Comparing regions around the world, Asean and Asean+1 as a whole score very competitively for business-friendly regulations. As the graphic shows, while OECD high-income countries score the highest on average, both Asean and Asean+1 actually share the highest scores and overall rank third after Europe, clearly leading other developing regions such as Latin America, the Middle East and South Asia.

Underscoring the attractiveness of Asean+1 will be the realisation of the Asean Economic Community (AEC) in 2015. In fact, an analysis of foreign direct investment (FDI) over the past five years already shows a structural shift resulting from a flood of early investors into the region.

Looking at the five-year trend, Asean+1 consistently receives more FDI relative to GDP than any other developing region (with Asean itself on par with Latin America) and is on an ever-increasing trend versus other notable markets such as South Asia and the Middle East. The relaxation of foreign ownership restrictions in ICT, tourism, healthcare, air transport, logistics and others under the AEC will further strengthen the region's attractiveness.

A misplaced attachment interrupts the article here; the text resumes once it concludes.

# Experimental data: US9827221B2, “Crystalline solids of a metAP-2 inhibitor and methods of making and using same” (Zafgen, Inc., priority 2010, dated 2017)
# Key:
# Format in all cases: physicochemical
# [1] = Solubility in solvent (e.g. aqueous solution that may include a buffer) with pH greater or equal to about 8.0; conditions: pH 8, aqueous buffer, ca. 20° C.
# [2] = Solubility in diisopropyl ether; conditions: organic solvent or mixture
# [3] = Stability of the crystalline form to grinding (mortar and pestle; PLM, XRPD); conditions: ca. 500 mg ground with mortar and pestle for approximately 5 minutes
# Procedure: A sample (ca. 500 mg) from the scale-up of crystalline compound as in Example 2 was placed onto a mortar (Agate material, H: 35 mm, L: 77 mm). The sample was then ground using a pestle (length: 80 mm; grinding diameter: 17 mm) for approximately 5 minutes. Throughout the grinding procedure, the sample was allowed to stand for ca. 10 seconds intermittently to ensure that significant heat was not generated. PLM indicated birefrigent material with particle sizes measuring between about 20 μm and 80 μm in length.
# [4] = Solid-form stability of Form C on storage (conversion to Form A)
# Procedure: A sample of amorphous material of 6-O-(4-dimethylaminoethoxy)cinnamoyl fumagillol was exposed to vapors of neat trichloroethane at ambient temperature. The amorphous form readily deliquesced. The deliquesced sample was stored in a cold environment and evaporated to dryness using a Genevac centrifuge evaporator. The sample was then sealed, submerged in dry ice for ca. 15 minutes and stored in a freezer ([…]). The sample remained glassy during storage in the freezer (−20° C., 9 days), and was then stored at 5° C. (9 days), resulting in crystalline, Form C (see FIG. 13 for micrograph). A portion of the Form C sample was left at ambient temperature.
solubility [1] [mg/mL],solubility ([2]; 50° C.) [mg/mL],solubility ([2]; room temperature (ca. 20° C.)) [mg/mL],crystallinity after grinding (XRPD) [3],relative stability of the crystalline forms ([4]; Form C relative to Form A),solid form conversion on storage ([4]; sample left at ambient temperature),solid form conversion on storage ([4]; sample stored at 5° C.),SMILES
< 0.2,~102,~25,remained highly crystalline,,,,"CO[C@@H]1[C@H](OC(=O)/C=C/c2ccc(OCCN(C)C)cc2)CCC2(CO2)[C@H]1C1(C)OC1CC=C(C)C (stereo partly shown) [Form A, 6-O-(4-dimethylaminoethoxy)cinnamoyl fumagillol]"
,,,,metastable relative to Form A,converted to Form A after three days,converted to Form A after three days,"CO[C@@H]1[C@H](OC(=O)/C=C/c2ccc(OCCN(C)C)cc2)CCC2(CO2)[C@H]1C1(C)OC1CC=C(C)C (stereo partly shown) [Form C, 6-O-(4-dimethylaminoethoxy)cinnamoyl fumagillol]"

Importantly, in recent years FDI figures in Asean and Asean+1 have tracked each other in harmony, which in our view provides further rationale for an Asean+1 investment strategy, and validates it as a risk management tool both for China-focused and Asean-focused investors alike.

In summary, recent indicators continue to support the virtues of Asean and the importance of developing an Asean+1 strategy for investors seeking value creation and risk management opportunities in emerging markets. The Asean+1 region is, on balance, the most attractive today for investors in our view, and there is little doubt that there has never been a better time for investors to do business in Asean+1.

Dominic Arena is the managing director of AEC Advisory Pte Ltd (, a regional corporate advisory firm with offices in Bangkok, Singapore and Hong Kong serving private and public sector clients and institutional investors in strategy, market entry, M&A, turnaround and regulatory policy. He can be contacted at